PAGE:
Saving for College with a Roth IRA: 8 Things You Need To Know

There’s been tons of media attention over the years on the best places to save for college.

The 529 savings plan has grabbed the most attention. I’ve used 529 plans for both of my kids through Vanguard, but today, I want to suggest another potential way to save for college:  a Roth IRA for your child. A Roth IRA won’t work for everyone, but it can be a fine option to stash some college cash. I also happen to have invested money in a Roth IRA for both of my children.

Here are eight things you need to know about saving for college with a Roth:

1. You can create a Roth if  your child has a job. A Roth is usually only going to work for a teenager, who is earning a salary. A friend of mine in Los Angeles got to start a Roth IRA much earlier for her son because he’s a child actor.

2. There are contribution limits. A teenager could theoretically contribute up to $5,000 into a Roth this year. But investors — regardless of their age —  can’t put in more than they made for the year. So if a teenage girl made $2,500 working at the local movie theater this year, that’s the maximum she could contribute to a Roth for 2010.

3. The teen doesn’t have to contribute to the Roth. Parents and grandparents are the ones more likely to tuck money into a Roth.

4. A Roth can cost less. One of the drawbacks of many 529 plans is that they are expensive. One reason is because each state acts as a middleman, which helps inflate the cost. Unfortunately, too many states have picked hideous 529 investment options.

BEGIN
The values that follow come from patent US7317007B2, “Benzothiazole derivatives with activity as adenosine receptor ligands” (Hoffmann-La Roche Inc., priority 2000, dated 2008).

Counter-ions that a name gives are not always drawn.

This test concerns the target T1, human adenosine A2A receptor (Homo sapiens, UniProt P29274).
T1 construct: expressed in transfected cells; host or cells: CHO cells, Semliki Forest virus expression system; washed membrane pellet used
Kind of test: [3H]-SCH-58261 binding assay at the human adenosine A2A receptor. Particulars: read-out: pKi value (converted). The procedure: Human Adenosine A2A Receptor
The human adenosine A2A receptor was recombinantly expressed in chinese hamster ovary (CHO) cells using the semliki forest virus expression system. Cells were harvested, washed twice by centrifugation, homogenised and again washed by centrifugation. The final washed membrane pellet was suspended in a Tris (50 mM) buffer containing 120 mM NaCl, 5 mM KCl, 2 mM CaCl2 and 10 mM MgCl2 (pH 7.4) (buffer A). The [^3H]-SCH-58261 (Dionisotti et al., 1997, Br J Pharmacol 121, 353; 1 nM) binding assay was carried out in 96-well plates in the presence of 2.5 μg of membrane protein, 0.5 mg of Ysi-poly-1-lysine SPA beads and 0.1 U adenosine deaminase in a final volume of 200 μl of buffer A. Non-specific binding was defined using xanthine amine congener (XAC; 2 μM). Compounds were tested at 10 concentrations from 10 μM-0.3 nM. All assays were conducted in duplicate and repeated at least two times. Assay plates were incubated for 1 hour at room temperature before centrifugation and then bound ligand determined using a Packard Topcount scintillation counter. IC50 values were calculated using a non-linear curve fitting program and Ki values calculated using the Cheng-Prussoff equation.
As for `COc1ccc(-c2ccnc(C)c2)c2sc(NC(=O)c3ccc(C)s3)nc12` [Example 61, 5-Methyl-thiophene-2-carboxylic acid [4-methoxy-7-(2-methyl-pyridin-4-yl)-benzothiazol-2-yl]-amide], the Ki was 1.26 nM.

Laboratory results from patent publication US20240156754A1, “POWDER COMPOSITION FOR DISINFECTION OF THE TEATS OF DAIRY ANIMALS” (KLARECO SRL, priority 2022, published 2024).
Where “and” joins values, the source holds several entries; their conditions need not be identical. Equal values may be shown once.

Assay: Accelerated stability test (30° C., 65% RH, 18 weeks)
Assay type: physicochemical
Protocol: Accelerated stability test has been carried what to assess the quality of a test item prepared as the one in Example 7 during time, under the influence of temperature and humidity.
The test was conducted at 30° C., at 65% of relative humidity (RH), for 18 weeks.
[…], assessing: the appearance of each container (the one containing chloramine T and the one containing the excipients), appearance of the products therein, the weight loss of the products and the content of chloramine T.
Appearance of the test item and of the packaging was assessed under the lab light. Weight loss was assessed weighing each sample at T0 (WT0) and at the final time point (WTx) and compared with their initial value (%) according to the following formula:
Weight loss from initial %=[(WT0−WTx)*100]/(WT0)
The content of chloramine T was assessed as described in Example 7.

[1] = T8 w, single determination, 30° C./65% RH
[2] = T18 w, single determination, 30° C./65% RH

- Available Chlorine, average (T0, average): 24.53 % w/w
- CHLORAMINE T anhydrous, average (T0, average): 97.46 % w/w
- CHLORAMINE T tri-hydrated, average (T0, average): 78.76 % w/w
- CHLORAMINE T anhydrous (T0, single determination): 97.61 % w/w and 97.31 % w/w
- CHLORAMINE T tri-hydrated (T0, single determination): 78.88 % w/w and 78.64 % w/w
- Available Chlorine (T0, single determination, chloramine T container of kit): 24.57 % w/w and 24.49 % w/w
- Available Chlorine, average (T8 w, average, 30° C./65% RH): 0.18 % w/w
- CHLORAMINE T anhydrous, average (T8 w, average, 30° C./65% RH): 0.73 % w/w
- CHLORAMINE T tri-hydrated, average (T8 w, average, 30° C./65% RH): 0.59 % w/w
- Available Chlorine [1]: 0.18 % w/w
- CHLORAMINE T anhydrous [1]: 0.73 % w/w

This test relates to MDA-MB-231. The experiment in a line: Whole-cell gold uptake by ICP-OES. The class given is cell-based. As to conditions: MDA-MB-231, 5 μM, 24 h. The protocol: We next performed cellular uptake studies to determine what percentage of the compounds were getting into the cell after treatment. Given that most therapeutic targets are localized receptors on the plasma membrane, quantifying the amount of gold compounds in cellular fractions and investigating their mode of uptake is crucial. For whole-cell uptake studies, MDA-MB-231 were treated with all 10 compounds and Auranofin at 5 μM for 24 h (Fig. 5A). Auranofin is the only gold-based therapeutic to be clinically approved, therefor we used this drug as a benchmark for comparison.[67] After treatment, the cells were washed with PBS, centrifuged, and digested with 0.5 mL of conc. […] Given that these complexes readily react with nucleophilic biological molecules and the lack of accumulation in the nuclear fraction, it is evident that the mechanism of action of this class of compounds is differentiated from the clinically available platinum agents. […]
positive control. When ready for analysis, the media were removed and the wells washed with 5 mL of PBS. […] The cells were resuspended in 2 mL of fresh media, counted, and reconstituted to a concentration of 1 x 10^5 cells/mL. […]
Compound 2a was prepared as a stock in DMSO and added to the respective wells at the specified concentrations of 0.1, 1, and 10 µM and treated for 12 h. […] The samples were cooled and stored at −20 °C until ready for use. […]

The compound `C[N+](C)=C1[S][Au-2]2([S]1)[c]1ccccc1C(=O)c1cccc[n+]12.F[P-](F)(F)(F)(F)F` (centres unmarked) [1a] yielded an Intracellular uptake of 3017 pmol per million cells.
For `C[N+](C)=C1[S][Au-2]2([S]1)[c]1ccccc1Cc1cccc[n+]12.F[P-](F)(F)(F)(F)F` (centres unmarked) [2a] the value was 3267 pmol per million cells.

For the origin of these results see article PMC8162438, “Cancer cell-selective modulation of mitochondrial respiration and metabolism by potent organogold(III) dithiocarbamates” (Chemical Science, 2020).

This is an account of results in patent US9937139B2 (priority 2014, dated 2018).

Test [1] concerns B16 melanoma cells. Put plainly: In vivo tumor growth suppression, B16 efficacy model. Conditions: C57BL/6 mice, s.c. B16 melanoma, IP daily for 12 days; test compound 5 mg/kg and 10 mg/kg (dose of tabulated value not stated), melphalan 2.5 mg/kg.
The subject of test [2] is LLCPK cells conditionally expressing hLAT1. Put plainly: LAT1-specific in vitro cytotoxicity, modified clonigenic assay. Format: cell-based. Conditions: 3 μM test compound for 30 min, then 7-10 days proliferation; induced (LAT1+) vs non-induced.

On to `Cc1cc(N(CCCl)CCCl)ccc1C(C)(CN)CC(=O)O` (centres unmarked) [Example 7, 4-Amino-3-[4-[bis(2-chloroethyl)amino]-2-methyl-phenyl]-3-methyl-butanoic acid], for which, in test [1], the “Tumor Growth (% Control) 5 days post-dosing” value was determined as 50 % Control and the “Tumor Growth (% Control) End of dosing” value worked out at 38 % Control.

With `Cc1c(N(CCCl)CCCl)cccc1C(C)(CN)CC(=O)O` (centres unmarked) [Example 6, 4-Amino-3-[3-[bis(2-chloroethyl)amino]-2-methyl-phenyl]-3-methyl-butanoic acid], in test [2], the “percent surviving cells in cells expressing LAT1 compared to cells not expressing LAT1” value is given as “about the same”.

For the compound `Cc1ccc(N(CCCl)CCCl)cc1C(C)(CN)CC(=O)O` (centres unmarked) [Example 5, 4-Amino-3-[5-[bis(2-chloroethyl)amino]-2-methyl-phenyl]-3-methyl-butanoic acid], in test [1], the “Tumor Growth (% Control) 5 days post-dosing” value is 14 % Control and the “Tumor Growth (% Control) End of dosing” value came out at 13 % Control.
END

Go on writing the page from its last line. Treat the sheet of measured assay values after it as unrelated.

With a Roth, you are free to invest in anything that the brokerage house or other financial institution offers. I’d suggest investing in index funds, which is where my children’s money is parked.

5. Money in a Roth IRA isn’t counted as an asset in financial aid formulas. The FAFSA doesn’t even ask about a teenager’s retirement accounts.

6. You can withdraw the Roth contributions tax free to pay for college. It’s best to leave the earnings (as opposed to the contributions) inside the account because they will be subject to taxes and a 10% early withdrawal penalty.

7. The Roth has one financial aid drawback. While aid formulas don’t penalize a teenager for having assets in a Roth, once that cash is withdrawn to pay for college, the formula does care. The withdrawn money is considered student income. This wouldn’t be an issue if the money is withdrawn after you complete your final financial aid application during the late winter or spring of your child’s junior year in college.

8. A Roth is a great starter retirement account. If any money is left in the Roth when a child leaves college, the new graduate can begin adding to the Roth, which is a fabulous way to save for retirement.

Lynn O’Shaughnessy is author of The College Solution and she also writes a college blog for CBSMoneyWatch.

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  1. This sounds like a very wise investment. Just forwarded this article to my parents, as my siblings will be applying for schools soon. Wish I could’ve read this back in ’02 when I went to school!

  2. Hi Lynn,

    I listened to you on the Mutual Fund Store radio program today. Thank you very much for your insight. My wife and I just had a baby girl and I am already thinking about saving. I was wondering what you thought about coverdells and the Independent 529 plans?